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Unifying the Brand – Why it Matters

If you’ve ever been in a branding meeting or workshop with me, you’ve heard me talk about “unifying the brand.”  My contention is that with 90% of major (and minor) organizations, if you look at the website, print advertising, TV promotions and programming, podcasts, and more, they could all be coming from five or six different organizations.  None look similar, often are completely different looking, and only occasionally
do they even get a common logo in there somewhere.

We’ve known for a long time that “impressions” make a difference in the consumer’s mind.  When all your advertising, promotions, and programming has a similar look and feel – or follows a common theme, it makes a far deeper and more meaningful impression in the mind of the audience.

Last year, Time Magazine revealed some interesting news about why we buy.  According to writer Barbara Kiviat, it’s not about product features, or even what it does. (No surprise there).  It’s about name recognition.  As she describes in the article, in their advertising, the makers of the headache remedy “Head On” don’t worry with features, or what the product will do for you.  They just repeat the name over and over again – and according to focus groups – it works.

Read the Time story – it’s fascinating, and reveals the power of brand unity.  The more you point to a name, the more people remember.  When testing peanut butter, the participants in a study thought the contents tasted better from the jar with a name brand.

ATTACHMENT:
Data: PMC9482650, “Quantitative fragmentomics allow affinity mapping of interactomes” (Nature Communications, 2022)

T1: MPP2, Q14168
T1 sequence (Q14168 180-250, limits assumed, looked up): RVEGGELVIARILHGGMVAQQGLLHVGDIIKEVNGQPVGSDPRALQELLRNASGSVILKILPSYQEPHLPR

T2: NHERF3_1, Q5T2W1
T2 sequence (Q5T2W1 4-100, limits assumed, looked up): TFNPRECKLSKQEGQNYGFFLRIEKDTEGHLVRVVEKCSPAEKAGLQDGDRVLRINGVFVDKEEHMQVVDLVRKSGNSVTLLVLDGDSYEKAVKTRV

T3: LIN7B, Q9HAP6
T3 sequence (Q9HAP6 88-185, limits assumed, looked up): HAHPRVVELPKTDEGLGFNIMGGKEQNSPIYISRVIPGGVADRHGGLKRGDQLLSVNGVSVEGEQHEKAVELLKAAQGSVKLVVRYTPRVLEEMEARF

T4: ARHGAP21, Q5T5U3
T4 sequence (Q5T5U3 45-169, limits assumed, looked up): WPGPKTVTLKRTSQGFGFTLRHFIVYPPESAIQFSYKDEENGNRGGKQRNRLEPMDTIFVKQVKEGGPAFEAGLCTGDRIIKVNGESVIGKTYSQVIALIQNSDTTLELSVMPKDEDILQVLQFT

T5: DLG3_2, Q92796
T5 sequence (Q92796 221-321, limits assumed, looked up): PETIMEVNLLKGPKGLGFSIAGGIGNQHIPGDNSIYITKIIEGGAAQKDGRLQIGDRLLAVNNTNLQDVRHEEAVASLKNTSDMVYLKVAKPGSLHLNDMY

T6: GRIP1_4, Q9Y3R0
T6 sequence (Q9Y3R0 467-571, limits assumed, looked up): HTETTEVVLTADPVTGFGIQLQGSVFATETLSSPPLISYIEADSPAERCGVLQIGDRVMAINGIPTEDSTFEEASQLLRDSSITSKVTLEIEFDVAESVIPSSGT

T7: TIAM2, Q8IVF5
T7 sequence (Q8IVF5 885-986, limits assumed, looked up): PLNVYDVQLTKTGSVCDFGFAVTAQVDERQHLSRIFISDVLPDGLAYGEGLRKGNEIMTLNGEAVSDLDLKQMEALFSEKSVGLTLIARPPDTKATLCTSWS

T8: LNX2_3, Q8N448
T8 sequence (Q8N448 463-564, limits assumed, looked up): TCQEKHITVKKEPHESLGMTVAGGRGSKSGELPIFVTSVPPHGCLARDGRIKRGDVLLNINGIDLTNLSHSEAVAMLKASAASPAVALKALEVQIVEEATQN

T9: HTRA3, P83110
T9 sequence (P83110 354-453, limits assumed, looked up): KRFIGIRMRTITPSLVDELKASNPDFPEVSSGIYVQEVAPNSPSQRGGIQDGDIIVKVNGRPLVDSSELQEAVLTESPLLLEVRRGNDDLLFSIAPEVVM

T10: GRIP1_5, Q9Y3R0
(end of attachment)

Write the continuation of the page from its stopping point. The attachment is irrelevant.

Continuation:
Name recognition matters.  So what does that mean to you?  Get your name or the name of your organization out there.  In the digital media world, that means YouTube, podcasting, Google video, and other places.  It doesn’t make you any money directly, but it gets your name out there in the marketplace of ideas.  Likewise, use your organization’s name as much as you can – in sponsorships, promotions, advertising – anywhere you can get it.

Why?  Your goal is to make the name memorable, and make it stick.

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2 Comments

  1. Hey Phil, Can you give us your Fav-5: organizations or ministries that are most sucessfully doing this? 

  2. Driving up a long stretch of the 5 fwy in Central California recently I could see from half a mile away a HUGE billboard advertising what gas & food services were coming up at the next offramp. The biggest sign showed the logo of a famous fast food company here on the West Coast called In N Out Burger. They have a yellow right turn arrow logo that has become iconic around here. That logo represents great burgers, shakes, fries. That's all they do, and they do it exceptionally well. That icon symbolizes brand value/equity. I've NEVER had a bad burger at their franchises. Like Pavlov's dog, their icon got me salivating for an In N Out burger.

    Three days later I'm home watching a Dodgers game on tv. In comes a new pitcher. Up comes that logo from In N Out on the bottom of the screen. They had paid for a graphic placement of their logo on Fox Sports depicting "who's IN, who's OUT?" in the lineup for the game. Smart. Theirs was a unifying factor of identity from TV to road signs to packaging of the product. Consistency. No mixed messages. The success of the brand is that even as I write this, I'm thinking about going and getting an In N Out burger for lunch.

    Why can't christian ministries do this? Oh yeah, right, they hired their brother-in-law instead of a professional to handle their marketing and media. The promoted him to VP.

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